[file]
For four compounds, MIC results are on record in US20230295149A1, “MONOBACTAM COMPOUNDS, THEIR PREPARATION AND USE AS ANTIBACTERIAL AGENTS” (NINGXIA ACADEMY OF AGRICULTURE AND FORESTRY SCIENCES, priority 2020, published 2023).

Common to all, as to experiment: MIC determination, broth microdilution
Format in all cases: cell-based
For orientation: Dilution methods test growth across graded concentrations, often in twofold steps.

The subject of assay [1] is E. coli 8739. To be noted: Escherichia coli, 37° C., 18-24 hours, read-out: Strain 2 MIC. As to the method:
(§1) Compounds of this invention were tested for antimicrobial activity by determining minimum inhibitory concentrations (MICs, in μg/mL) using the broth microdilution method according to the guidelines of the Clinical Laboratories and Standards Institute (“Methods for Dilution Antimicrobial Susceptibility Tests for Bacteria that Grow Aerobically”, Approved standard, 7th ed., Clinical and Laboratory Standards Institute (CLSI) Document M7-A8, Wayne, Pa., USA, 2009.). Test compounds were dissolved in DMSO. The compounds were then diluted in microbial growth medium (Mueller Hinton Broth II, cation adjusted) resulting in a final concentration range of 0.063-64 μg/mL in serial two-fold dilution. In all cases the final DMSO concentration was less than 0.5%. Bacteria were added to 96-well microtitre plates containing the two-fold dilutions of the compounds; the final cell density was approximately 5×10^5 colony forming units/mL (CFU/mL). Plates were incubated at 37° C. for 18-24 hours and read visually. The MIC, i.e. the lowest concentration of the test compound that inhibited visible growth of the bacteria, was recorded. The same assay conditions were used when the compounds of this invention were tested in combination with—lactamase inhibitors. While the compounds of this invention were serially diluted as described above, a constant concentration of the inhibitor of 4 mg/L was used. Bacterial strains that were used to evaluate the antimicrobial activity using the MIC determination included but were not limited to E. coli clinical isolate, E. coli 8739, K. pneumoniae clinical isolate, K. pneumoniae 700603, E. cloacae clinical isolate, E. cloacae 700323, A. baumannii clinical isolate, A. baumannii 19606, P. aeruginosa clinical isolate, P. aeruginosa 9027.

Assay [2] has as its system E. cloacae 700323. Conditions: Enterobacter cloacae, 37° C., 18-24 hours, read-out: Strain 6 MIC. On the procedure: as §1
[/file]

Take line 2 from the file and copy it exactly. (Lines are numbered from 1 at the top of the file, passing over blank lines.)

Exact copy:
Common to all, as to experiment: MIC determination, broth microdilution